2022 was a big year for HawkWatch International, bringing lots of exciting changes with it! Looking back at the past year allows us to see not only our accomplishments but also informs our future plans. We hope you enjoy walking down memory lane with us!
Increased the Number of 2022 Global Raptor Research & Conservation Grant Recipients
This year, due to the increased demand and quality of our 2022 applicant pool, we raised the number of grant recipients from three to four! Three out of four of our recipients are studying species for which there are no published studies, with two specifically focusing on owls. We are excited to play a role in expanding the number of species researched across the globe, particularly those that are so understudied.
Graphic by Evan Buechley
Welcomed Aurora to our Raptor Ambassador Flock
In April 2022, we received fantastic news: a non-releasable Swainson’s Hawk would become our next Raptor Ambassador. Named Aurora for the aurora borealis, or Northern Lights, which can be spotted at the northern end of their range. Although she is unable to fly, she’s able to educate thousands of people a year about the importance of raptor conservation. This year, she and our other Raptor Ambassadors have reached 46% more people year-over-year after a full return to in-person programming following the COVID-19 pandemic.
Photo by Melissa Halvorsen
Remember when you used to worry about whether we had your size in stock? Or wonder where your order was? We launched a new print-on-demand store to bring better inventory and designs to you. We’re also now shipping to Canada! We’re excited to outfit your whole family in 2023 😉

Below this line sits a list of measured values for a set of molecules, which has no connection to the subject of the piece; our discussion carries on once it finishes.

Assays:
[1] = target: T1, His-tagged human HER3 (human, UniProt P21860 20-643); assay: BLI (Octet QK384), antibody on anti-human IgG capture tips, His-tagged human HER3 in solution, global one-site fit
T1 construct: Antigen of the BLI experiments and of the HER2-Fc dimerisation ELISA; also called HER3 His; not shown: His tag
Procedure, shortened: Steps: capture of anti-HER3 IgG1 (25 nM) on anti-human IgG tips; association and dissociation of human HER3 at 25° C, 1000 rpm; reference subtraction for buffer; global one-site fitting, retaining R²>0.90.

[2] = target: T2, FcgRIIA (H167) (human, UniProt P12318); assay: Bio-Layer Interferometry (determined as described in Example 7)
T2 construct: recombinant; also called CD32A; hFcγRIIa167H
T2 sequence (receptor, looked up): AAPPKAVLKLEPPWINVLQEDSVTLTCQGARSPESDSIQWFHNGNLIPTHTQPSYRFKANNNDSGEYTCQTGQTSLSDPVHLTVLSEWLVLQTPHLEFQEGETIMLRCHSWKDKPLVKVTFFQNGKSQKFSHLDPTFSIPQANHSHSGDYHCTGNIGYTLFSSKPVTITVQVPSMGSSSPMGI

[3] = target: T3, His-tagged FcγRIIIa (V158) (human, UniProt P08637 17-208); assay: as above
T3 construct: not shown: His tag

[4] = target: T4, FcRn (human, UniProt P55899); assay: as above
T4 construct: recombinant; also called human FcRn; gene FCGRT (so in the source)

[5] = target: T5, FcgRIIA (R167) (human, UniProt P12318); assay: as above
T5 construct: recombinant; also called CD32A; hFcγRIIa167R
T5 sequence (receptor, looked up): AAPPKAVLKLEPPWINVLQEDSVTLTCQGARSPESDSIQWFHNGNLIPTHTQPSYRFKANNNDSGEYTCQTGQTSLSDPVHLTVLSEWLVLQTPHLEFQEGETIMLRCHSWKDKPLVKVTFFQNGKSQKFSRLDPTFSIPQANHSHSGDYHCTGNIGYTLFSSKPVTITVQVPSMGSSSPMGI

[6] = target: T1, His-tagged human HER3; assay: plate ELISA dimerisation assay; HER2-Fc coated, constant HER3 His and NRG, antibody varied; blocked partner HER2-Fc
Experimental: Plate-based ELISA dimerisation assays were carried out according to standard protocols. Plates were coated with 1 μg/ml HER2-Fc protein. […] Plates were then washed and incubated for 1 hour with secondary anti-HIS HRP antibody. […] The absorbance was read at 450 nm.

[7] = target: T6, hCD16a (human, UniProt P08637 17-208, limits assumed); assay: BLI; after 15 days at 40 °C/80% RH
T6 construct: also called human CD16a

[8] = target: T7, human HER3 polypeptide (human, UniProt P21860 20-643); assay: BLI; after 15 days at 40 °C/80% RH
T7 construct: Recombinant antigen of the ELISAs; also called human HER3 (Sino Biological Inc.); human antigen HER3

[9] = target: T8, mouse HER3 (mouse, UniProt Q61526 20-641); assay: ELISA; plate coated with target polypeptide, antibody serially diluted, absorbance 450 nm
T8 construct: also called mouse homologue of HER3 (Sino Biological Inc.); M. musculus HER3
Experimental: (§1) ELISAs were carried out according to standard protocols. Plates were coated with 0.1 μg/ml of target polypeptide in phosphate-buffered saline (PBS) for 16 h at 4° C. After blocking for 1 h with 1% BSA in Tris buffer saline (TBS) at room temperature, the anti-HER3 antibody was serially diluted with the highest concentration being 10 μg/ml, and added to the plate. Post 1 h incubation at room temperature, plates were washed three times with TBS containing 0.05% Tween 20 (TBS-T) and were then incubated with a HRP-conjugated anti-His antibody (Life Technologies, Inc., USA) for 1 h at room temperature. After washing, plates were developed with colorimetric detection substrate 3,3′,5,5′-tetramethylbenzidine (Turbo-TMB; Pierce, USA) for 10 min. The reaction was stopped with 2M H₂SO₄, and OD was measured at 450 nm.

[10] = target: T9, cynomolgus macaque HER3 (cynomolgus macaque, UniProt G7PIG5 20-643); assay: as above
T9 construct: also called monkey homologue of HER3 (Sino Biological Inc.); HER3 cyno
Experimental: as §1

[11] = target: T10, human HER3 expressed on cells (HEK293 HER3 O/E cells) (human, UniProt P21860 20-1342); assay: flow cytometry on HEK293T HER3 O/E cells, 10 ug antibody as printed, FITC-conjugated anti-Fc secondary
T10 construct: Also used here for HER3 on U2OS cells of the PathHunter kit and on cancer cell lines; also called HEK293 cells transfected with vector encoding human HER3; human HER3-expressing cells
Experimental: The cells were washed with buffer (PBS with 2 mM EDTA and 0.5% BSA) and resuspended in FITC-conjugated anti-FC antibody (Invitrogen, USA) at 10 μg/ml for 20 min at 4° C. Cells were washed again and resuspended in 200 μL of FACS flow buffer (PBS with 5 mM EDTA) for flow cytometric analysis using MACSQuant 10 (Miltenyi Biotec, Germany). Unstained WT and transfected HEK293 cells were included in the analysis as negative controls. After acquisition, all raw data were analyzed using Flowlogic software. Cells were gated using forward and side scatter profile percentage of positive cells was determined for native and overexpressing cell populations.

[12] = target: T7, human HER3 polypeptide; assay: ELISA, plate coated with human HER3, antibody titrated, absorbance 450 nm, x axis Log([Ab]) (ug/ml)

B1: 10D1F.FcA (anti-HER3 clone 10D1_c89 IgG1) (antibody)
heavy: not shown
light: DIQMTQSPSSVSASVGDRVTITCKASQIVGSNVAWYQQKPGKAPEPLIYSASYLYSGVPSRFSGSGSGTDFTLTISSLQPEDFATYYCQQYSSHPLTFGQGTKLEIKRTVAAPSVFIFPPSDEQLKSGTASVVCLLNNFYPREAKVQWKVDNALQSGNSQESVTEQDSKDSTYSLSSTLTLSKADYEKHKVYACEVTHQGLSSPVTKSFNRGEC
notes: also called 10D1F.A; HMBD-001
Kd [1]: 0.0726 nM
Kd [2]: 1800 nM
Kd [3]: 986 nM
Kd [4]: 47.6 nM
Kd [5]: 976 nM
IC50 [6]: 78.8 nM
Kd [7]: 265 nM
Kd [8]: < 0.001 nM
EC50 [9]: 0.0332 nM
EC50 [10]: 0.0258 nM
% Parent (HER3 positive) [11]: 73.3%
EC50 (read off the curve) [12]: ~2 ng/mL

Design by Bird and Marc of Camp Mustelid
With increasing investment in wind energy across the globe, there is an increased risk to large birds like raptors. HWI has worked to mitigate this risk in a number of ways, and this spring, launched a project to investigate the effectiveness of painting wind turbine blades.
Photo by Meg Murgatroyd
We fielded 11 community science teams in Arizona and Utah in 2022. This included 86 wonderful people from 16 states and 4 countries. Teams collected data from 42 cavity plots, mapped 381 tree hollows, conducted 144 night-time surveys, helped monitor over 20 nests (of 5 different species), and band nearly 100 owls. We also welcomed 2 Doris Duke Conservation undergraduate scholars, launched a dissertation project studying micro-climates in tree hollows, and continued graduate work focused on Flammulated Owl foraging ecology. This all feeds into our long-term efforts to study demography for six species of small owls and how it relates to forest type, cavity availability, and climate change.
Photo by Curtis Creager
There is one thing for sure that we have in excess at HawkWatch International: passionate people. Thanks to your support, we began offering a self-care stipend this year to better support our staff who do so much for raptor conservation.
Photo by Kat Danella